Longer term changes of global warming
1. As the weather rather than the longer term changes of global warming occupy agriculturalists’ minds as many harvests are being readied for the combines, the added complications of the enormous oil spill in the Gulf of Mexico call for consideration. In the last couple of weeks it has faced its first tropical storm in what is likely to become a particularly violent Atlantic hurricane season. Tropical Storm Bonnie is the second big storm of the year and was due a week or two ago to sweep across the vast slick. Dozens of ships involved in the clean-up operation have been scurrying for shelter and the rig drilling relief well has been shut down.
2. The consequences for the slick of the storm’s rough seas and high winds are uncertain. Some of the oil could become dispersed while some may be pushed farther ashore as the storm reaches the land. Southern China is facing an even greater disaster, in the view of the Times weather report on 24th July 2010: the rainy season has arrived with deluges on a biblical scale. The Yangtze River has experienced its worst flooding in 30 years, “overwhelming reservoirs, swamping towns and cities, causing landslides and leading to the death or disappearance of more than 1000 people,” according to the Weather Eye in the Times. Over the past few weeks 2 typhoons struck and dropped “colossal” rainfalls. Typhoon Chantu made landfall west of Hong Kong in the Guangdong province, and as the storm moves inland with more rain it will be arriving at the giant Three Gorge dam, which is withstanding the onslaught of floodwaters.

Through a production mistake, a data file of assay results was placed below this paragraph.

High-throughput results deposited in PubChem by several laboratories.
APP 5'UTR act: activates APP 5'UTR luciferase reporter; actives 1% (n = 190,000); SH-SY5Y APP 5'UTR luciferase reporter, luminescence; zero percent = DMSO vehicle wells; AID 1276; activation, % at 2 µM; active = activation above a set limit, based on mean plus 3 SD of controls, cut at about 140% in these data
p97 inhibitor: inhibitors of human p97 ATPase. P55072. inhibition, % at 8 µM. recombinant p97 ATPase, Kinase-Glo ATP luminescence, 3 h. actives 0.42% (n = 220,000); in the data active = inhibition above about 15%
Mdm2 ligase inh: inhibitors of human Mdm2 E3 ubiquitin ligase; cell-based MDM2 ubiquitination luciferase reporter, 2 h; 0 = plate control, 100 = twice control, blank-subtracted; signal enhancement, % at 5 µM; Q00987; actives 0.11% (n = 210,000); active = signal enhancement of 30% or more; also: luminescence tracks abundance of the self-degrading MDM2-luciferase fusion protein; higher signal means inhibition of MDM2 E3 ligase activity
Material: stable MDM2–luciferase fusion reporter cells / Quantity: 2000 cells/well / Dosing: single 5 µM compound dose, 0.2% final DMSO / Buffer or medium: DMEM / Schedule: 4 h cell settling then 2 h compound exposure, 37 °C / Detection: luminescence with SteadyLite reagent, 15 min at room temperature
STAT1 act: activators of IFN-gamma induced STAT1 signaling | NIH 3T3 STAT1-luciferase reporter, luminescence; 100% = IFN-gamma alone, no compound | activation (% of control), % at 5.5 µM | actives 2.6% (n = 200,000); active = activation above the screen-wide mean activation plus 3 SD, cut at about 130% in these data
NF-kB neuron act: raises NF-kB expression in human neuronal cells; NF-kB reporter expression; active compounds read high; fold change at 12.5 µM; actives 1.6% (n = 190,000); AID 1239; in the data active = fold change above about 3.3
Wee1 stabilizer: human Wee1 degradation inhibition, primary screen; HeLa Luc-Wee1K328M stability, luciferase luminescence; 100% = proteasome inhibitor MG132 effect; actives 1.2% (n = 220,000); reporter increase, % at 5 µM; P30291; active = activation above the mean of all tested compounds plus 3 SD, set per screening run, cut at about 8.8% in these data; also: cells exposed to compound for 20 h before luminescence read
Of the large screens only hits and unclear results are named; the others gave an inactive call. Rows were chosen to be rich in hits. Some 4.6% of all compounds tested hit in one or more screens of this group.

3. Heatwaves continue to affect Russia which is experiencing severe heat and drought as hot air is drawn up from far to the south. The heat has even spread into the Arctic; temperatures have reached 37°c in Siberia, with no immediate signs of decline. On the other hand the problem is unusually severe cold. An outbreak of Antarctic winds froze much of the continent and more than 80 people have died as the cold wave stretched across Argentina, Paraguay, Chile, Bolivia, Uruguay, southern Peru, and southern Brazil. These weather changes may have produced dramatic effects like those in the early 1970s when Russia, the world’s 3rd biggest exporter of wheat, cut off exports and world supplies were seriously depleted, but precipitated only small climatic changes. “Extreme summer or winter weather does not mean much on its own – it is the climate over decades that counts.”